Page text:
Look out for special #AAH2016 discounts on Yale art books via @YaleBooks twitter
We’re excited by the focus of AAH2016 (this year’s Association of Art Historians conference), which will highlight the diversity, scope and importance of art-historical research by innovatively exploring the relationship between art and architecture, art and science, art and history, art and economics, and more.
Yale’s art list also celebrates art history and how it interacts with other disciplines. To complement AAH2016, we have selected a range of interdisciplinary titles that touch on technology, politics, psychology, music, science and gender – all from an art historical perspective.
the built environment
In The City of Tomorrow: Sensors, Networks, Hackers, and the Future of Urban Life internationally renowned architect Carlo Ratti shares his vision of how the city will evolve, ultimately becoming a technological space that is more responsive to its inhabitants.
Art and politics merge in Astro Noise: A Survival Guide for Living Under Total Surveillance by Laura Poitras, which shows how artists and novelists respond to the modern-day condition of government surveillance. For this volume, Poitras has invited authors ranging from artists and novelists to technologists and academics to respond to a state of mass surveillance. Among them are the acclaimed author Dave Eggers, the Chinese artist Ai Weiwei, the former Guantanamo Bay detainee Lakhdar Boumediene, the writer and researcher Kate Crawford and Edward Snowden, to name but a few.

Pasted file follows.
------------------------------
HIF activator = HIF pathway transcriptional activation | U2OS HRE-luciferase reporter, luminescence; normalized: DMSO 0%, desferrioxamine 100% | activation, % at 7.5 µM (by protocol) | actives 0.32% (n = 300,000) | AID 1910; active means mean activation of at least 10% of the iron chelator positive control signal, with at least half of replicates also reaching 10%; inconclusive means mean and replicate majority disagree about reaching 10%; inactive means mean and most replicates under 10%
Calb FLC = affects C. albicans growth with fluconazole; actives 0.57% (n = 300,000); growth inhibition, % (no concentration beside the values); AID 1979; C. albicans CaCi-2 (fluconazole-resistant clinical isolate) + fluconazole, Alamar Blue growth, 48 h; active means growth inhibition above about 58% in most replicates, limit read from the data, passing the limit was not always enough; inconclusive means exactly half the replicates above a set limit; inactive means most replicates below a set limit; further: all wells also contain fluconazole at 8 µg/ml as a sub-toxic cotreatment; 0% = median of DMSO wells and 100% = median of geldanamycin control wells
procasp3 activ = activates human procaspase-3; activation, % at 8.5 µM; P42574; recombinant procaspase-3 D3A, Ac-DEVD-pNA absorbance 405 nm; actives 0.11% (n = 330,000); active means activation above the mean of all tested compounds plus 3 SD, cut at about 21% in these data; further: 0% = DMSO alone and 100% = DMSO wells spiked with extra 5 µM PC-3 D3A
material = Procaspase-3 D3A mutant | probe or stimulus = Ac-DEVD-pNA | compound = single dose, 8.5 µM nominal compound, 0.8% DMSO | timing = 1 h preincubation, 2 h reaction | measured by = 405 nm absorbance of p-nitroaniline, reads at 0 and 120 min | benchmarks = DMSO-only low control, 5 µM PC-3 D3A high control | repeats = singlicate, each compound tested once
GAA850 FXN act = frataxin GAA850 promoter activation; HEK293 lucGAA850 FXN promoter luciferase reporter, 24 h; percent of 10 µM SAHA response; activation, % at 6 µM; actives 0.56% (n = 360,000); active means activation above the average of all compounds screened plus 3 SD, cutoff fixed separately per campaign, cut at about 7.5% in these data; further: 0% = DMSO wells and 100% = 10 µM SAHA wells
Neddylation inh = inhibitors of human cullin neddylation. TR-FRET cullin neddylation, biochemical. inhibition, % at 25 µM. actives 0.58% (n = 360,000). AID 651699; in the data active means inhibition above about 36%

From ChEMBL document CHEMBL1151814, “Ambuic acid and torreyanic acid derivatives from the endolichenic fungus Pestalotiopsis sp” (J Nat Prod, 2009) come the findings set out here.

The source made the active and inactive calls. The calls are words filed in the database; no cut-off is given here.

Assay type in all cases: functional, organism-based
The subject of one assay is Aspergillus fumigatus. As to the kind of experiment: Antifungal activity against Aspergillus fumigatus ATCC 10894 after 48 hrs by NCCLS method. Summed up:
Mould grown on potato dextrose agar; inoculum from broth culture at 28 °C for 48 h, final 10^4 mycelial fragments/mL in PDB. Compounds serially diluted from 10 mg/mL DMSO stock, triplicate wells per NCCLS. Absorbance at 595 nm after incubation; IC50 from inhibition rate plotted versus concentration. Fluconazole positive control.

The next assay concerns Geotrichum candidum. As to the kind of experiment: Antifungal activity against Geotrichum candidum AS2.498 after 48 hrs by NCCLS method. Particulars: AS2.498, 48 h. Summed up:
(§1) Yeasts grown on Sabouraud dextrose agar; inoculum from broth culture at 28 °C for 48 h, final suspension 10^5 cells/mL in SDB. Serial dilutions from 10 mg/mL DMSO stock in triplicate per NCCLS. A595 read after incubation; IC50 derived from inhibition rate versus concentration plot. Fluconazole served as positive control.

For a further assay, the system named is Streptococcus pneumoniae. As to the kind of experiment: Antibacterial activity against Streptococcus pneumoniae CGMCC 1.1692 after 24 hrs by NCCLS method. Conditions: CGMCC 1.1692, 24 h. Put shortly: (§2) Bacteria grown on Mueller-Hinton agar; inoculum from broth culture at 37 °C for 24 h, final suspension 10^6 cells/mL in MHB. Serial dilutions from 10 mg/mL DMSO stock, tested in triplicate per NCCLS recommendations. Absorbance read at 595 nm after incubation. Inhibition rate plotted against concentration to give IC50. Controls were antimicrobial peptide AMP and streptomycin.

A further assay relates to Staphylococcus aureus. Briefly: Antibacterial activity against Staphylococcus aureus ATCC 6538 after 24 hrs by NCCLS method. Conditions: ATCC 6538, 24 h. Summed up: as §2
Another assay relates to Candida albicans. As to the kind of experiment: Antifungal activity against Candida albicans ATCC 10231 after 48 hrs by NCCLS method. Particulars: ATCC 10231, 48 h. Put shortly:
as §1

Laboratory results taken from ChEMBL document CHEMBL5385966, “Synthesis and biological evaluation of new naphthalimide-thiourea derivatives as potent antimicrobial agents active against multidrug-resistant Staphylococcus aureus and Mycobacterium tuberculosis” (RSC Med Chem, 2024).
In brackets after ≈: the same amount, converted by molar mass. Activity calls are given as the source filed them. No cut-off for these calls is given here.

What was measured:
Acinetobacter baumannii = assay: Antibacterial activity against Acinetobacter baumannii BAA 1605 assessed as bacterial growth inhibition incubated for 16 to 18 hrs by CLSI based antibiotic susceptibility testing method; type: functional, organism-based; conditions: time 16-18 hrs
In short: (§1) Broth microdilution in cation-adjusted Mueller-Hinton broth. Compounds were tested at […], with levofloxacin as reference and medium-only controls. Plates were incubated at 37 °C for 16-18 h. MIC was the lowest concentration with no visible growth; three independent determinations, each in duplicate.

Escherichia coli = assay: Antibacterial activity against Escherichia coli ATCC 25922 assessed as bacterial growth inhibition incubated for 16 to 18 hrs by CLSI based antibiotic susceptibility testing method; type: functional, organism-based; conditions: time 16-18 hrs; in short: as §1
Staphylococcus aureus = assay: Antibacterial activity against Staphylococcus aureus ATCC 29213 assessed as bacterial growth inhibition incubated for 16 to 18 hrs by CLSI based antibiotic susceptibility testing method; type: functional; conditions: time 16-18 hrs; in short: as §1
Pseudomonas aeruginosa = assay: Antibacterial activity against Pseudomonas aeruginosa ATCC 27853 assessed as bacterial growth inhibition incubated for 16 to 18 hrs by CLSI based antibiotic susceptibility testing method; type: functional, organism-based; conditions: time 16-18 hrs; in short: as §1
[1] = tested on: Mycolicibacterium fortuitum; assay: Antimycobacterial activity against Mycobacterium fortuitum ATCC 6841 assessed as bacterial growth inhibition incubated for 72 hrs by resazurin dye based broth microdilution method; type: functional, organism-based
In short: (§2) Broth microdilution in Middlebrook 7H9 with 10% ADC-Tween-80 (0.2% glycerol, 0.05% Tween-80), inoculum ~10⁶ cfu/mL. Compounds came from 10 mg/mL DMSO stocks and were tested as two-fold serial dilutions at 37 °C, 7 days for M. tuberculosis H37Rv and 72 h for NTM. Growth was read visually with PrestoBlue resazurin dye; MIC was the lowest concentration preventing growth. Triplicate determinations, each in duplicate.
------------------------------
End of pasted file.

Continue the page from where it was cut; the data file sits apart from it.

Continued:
Advancing a conversation that is unfolding around the globe, Jessica Helfand offers an eye-opening look at how designed things make us feel as well as how – and why – they motivate our behaviour.
John Onians offers a provocative look at how the neural basis of the mind contributes to an understanding of art in Neuroarthistory: From Aristotle and Pliny to Baxandall and Zeki.
And he continues this theme in the forthcoming European Art: A Neuroarthistory, a bold revision of the history of European art, told through the lens of neuroscience.
The blurring of boundaries between visual art and music resonates in The Art of Music by Patrick Coleman. The book sheds new light on more familiar artists at the intersection of the visual and the musical, such as Wassily Kandinsky and Arnold Schoenberg, and presents new scholarship on less well-known examples in the arts of Asia, Africa, the Americas and Europe, from antique pottery to contemporary video and sound art.
Original and theoretically astute, David Getsy’s Abstract Bodies is the first book to apply the interdisciplinary field of transgender studies to the discipline of art history. He recasts debates around abstraction and figuration in 1960s art through a discussion of gender’s mutability and multiplicity, and examines abstract sculpture of the 1960s that came to propose unconventional and open accounts of bodies, persons and genders.
Find more like this in the latest Yale art catalogue: